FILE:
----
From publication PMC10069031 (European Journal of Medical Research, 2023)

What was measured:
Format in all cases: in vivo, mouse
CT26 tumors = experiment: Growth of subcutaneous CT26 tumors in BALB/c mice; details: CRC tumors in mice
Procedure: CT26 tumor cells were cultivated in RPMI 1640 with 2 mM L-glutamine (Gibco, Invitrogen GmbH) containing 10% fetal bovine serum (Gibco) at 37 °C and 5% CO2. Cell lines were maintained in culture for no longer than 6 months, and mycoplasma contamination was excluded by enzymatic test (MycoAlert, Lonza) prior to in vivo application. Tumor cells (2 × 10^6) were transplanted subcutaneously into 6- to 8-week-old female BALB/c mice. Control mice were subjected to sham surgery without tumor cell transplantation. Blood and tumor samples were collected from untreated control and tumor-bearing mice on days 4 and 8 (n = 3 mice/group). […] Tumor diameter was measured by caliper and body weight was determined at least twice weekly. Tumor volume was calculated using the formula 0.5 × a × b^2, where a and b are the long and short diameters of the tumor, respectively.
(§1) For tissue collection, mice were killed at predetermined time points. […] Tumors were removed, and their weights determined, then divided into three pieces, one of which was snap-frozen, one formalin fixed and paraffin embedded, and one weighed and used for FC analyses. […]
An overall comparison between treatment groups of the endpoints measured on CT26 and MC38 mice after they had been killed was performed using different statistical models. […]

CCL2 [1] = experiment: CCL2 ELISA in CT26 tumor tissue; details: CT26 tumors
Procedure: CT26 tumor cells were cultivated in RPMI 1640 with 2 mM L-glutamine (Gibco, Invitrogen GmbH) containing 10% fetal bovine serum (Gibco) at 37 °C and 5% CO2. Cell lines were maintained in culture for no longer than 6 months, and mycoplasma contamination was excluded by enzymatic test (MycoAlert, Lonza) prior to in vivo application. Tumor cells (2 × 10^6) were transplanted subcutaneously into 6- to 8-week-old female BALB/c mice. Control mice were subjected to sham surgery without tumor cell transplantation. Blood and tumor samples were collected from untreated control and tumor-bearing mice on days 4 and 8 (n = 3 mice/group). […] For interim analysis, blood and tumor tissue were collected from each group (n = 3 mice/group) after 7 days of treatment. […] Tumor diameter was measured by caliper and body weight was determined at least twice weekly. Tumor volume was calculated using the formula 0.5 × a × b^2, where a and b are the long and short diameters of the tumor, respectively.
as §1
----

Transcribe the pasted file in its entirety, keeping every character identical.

From publication PMC10069031 (European Journal of Medical Research, 2023)

What was measured:
Format in all cases: in vivo, mouse
CT26 tumors = experiment: Growth of subcutaneous CT26 tumors in BALB/c mice; details: CRC tumors in mice
Procedure: CT26 tumor cells were cultivated in RPMI 1640 with 2 mM L-glutamine (Gibco, Invitrogen GmbH) containing 10% fetal bovine serum (Gibco) at 37 °C and 5% CO2. Cell lines were maintained in culture for no longer than 6 months, and mycoplasma contamination was excluded by enzymatic test (MycoAlert, Lonza) prior to in vivo application. Tumor cells (2 × 10^6) were transplanted subcutaneously into 6- to 8-week-old female BALB/c mice. Control mice were subjected to sham surgery without tumor cell transplantation. Blood and tumor samples were collected from untreated control and tumor-bearing mice on days 4 and 8 (n = 3 mice/group). […] Tumor diameter was measured by caliper and body weight was determined at least twice weekly. Tumor volume was calculated using the formula 0.5 × a × b^2, where a and b are the long and short diameters of the tumor, respectively.
(§1) For tissue collection, mice were killed at predetermined time points. […] Tumors were removed, and their weights determined, then divided into three pieces, one of which was snap-frozen, one formalin fixed and paraffin embedded, and one weighed and used for FC analyses. […]
An overall comparison between treatment groups of the endpoints measured on CT26 and MC38 mice after they had been killed was performed using different statistical models. […]

CCL2 [1] = experiment: CCL2 ELISA in CT26 tumor tissue; details: CT26 tumors
Procedure: CT26 tumor cells were cultivated in RPMI 1640 with 2 mM L-glutamine (Gibco, Invitrogen GmbH) containing 10% fetal bovine serum (Gibco) at 37 °C and 5% CO2. Cell lines were maintained in culture for no longer than 6 months, and mycoplasma contamination was excluded by enzymatic test (MycoAlert, Lonza) prior to in vivo application. Tumor cells (2 × 10^6) were transplanted subcutaneously into 6- to 8-week-old female BALB/c mice. Control mice were subjected to sham surgery without tumor cell transplantation. Blood and tumor samples were collected from untreated control and tumor-bearing mice on days 4 and 8 (n = 3 mice/group). […] For interim analysis, blood and tumor tissue were collected from each group (n = 3 mice/group) after 7 days of treatment. […] Tumor diameter was measured by caliper and body weight was determined at least twice weekly. Tumor volume was calculated using the formula 0.5 × a × b^2, where a and b are the long and short diameters of the tumor, respectively.
as §1